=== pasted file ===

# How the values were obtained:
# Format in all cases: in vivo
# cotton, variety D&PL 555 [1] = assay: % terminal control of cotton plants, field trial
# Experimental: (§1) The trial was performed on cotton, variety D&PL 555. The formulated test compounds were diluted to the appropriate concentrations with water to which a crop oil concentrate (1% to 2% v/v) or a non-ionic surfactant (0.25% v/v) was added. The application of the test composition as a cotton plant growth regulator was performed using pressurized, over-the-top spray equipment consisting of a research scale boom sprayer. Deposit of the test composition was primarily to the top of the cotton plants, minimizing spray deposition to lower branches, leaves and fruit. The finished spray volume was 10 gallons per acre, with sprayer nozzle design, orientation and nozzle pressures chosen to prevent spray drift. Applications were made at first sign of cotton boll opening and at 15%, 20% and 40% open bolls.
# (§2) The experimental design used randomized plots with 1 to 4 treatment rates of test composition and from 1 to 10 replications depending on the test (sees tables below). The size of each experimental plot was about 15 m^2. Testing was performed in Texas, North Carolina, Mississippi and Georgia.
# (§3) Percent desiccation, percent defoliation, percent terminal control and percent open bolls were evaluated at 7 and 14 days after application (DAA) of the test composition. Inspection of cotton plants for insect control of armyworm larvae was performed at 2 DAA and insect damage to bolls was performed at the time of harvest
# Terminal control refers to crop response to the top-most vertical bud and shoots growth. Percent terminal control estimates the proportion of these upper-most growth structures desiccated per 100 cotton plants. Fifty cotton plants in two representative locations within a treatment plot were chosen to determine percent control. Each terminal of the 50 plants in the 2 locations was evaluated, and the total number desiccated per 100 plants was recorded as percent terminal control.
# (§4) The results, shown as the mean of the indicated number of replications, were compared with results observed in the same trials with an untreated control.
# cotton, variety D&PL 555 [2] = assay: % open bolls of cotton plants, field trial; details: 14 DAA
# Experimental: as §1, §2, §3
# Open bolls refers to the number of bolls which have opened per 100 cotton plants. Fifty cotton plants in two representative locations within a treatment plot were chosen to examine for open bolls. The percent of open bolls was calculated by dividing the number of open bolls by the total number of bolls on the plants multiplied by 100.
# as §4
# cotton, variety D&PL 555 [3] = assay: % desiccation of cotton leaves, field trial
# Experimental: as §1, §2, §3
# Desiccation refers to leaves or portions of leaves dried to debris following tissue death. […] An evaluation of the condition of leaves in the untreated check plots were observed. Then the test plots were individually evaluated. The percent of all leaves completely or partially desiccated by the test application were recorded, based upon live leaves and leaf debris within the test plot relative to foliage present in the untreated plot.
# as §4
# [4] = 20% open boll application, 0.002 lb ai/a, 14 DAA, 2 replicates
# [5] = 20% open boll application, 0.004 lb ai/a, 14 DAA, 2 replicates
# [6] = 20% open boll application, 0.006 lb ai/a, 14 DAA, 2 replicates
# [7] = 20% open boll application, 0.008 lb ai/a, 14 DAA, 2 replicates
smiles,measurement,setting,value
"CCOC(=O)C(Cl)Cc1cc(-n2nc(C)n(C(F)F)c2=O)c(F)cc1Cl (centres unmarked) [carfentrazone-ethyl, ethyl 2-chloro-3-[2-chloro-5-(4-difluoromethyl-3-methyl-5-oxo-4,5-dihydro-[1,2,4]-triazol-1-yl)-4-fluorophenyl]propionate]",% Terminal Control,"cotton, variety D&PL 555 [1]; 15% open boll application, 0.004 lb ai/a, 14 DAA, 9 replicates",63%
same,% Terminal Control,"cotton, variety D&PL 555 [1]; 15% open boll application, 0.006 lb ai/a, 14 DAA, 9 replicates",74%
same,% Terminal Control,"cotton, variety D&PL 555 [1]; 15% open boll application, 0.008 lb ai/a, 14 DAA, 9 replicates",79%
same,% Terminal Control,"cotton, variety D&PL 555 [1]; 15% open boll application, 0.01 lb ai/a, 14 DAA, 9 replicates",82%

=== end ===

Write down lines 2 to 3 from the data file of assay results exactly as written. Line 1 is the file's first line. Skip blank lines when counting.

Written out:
# Format in all cases: in vivo
# cotton, variety D&PL 555 [1] = assay: % terminal control of cotton plants, field trial